Sunaram Singh consequently suffered two bullet injuries to his right leg as he and other guards tried to nab armed poachers
Unidentified poachers fired at a forest protection assistant in Odisha’s Similipal Tiger Reserve (STR) on the night of April 21, 2022, leaving him grievously injured.
Sunaram Singh, along with six forest guards, had seen some poachers armed with country-made guns, bows and arrows, while on patrol in the Talabandh forest beat under the Dukura forest range of the reserve.
They tried to nab them but the poachers opened fire. Singh consequently suffered two bullet injuries to his right leg. He was taken to the Community Health Centre (CHC) at Udala.
Singh was later shifted to Pandit Raghunath Murmu Medical College and Hospital at Baripada. Police and forest officials are investigating the case, Samaresh Biswal, assistant conservator of forest, STR, said.
STR was ravaged by devastating forest fires last year in February-March. Forest officials deployed many forest guards, protection assistants and two trained dogs to curb the fires and poaching.
“We also intensified surveillance to stop Akhand Shikar that involves ritualistic hunting of wild animals in the month of April in the forest,” Biswal said.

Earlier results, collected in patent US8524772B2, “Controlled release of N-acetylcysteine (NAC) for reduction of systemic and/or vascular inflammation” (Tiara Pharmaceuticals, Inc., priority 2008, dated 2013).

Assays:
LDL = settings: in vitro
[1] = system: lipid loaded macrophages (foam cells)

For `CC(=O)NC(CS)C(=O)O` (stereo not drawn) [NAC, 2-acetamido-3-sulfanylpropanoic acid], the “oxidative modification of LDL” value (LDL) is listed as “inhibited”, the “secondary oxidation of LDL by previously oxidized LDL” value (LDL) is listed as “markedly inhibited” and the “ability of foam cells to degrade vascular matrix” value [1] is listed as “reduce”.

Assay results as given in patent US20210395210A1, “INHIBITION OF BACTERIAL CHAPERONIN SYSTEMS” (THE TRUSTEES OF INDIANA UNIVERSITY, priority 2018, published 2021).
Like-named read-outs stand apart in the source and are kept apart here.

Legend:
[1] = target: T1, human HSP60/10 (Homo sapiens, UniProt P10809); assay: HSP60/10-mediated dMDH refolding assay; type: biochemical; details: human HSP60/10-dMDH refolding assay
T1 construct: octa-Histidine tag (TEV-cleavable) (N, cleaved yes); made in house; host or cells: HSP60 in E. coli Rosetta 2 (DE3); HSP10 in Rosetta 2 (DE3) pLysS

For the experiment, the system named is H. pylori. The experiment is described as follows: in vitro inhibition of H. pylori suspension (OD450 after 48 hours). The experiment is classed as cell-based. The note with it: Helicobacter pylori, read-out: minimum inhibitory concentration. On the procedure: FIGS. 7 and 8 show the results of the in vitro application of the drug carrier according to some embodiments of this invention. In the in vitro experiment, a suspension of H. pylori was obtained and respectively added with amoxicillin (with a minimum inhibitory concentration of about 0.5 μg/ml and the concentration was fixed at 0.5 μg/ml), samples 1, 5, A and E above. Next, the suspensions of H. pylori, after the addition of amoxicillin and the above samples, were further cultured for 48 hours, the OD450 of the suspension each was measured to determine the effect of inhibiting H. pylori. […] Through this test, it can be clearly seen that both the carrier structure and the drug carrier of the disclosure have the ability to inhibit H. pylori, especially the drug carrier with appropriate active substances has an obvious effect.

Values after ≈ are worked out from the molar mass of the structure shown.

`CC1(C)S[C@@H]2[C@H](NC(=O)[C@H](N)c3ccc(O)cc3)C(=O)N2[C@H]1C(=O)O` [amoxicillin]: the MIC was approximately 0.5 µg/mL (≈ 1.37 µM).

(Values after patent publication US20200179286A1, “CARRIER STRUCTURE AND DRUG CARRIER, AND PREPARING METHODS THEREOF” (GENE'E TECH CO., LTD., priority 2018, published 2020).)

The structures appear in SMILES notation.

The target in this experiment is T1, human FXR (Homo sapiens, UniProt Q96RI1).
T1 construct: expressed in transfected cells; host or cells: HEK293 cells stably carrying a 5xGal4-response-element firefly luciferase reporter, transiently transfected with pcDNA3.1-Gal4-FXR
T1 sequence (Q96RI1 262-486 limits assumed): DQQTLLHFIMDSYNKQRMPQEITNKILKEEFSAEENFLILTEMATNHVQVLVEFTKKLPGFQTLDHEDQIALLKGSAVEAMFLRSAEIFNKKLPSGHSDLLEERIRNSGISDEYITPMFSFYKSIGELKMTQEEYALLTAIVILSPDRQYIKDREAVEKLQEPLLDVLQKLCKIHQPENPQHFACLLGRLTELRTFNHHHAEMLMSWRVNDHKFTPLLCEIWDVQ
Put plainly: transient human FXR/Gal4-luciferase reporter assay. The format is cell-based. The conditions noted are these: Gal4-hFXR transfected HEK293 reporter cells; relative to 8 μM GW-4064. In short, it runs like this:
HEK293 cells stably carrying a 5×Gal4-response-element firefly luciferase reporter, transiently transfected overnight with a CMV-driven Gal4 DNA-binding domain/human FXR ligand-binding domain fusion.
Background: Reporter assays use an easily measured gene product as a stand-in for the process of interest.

A forest guard was shot dead by suspected poachers while on patrol in the Rangali Bahal area under the Saintala Forest Range in Odisha’s Balangir district on May 22, 2021.
Three forest guards of Gahirmatha Marine Sanctuary, known as the world’s largest rookery of sea turtles in Odisha, were injured when a group of fishermen attacked them 10 kilometres off the coast on the evening of November 27, 2021.
The fishermen also damaged a patrolling vessel belonging to the forest department.
In 2002, a forest guard, Shyamasundar Singh was killed within the Gahirmatha sanctuary when he, along with three forest guards, was trying to nab some fishermen.
The Supreme Court in 2021 asked the Centre to consult states and consider arming lathi-wielding forest guards to meet the challenges posed by heavily-armed poachers.
A bench headed by Chief Justice of India SA Bobde also pointed to the need for a separate wildlife division of the Enforcement Directorate (ED) to deal with proceeds of crimes committed against environment and wildlife.
Biswajit Mohanty, an environmentalist and the secretary of the non-profit, Wildlife Society of Odisha said many poachers of the villages around Similipal are well-equipped with guns whereas most forest guards perform their duties without any firearms.
The shortage of protection staff in the forest department is also posing a hurdle for checking poaching.
We are a voice to you; you have been a support to us. Together we build journalism that is independent, credible and fearless. You can further help us by making a donation. This will mean a lot for our ability to bring you news, perspectives and analysis from the ground so that we can make change together.
Comments are moderated and will be published only after the site moderator’s approval. Please use a genuine email ID and provide your name. Selected comments may also be used in the ‘Letters’ section of the Down To Earth print edition.